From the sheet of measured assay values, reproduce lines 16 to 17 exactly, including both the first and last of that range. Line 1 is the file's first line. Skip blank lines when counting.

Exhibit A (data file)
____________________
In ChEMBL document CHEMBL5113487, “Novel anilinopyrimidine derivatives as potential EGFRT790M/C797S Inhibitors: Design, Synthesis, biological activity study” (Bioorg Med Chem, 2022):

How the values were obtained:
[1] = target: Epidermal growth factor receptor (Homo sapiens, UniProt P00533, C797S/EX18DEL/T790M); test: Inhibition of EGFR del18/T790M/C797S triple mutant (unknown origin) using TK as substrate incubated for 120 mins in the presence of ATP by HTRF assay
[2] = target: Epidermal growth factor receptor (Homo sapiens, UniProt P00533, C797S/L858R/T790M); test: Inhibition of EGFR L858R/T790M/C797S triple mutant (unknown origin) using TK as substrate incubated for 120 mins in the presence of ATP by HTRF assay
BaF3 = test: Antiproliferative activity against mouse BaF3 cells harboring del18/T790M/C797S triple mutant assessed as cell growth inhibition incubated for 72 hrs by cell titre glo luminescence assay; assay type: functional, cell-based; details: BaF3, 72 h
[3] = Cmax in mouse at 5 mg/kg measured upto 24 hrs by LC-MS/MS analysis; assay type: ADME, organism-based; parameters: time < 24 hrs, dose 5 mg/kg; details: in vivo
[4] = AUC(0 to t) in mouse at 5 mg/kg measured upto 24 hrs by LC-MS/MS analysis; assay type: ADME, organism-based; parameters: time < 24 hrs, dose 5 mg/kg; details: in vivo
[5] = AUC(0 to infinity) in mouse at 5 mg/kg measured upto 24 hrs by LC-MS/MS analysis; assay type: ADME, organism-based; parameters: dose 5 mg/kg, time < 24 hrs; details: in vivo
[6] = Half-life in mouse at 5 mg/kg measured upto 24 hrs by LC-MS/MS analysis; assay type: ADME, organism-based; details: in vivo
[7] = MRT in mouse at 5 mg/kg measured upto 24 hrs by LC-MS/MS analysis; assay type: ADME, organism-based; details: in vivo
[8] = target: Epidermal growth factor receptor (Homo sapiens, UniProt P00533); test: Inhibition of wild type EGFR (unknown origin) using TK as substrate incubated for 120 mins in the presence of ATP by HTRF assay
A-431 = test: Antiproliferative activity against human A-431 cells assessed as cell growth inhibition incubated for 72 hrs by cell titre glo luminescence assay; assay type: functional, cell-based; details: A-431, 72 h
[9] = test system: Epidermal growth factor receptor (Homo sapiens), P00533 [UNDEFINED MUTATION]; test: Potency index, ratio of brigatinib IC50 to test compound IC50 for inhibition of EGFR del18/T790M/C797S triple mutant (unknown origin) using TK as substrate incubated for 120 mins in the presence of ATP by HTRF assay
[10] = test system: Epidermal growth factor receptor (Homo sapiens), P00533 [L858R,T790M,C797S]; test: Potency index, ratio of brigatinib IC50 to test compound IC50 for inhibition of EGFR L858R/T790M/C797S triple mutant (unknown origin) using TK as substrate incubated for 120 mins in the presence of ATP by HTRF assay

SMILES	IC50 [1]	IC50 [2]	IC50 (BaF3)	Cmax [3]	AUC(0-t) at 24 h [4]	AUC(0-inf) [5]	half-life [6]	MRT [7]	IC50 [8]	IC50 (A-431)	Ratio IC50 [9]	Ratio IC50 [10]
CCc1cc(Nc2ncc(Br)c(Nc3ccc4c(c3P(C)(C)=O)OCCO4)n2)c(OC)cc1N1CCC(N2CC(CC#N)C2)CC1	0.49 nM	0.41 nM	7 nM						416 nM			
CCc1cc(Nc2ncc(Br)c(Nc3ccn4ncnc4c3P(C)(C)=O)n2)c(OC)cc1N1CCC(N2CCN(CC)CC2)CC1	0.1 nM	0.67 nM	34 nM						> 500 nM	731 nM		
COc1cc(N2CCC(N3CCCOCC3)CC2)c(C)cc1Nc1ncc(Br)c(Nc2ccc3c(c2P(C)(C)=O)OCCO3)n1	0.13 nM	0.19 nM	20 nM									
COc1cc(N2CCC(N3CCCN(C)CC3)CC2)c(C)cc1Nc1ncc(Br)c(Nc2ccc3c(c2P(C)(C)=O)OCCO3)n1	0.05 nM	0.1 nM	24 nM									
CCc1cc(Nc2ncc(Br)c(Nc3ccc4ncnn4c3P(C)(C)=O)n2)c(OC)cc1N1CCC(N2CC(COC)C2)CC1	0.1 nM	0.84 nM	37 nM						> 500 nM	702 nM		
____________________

CCc1cc(Nc2ncc(Br)c(Nc3ccc4c(c3P(C)(C)=O)OCCO4)n2)c(OC)cc1N1CCC(N2CC(CC#N)C2)CC1	0.49 nM	0.41 nM	7 nM						416 nM			
CCc1cc(Nc2ncc(Br)c(Nc3ccn4ncnc4c3P(C)(C)=O)n2)c(OC)cc1N1CCC(N2CCN(CC)CC2)CC1	0.1 nM	0.67 nM	34 nM						> 500 nM	731 nM		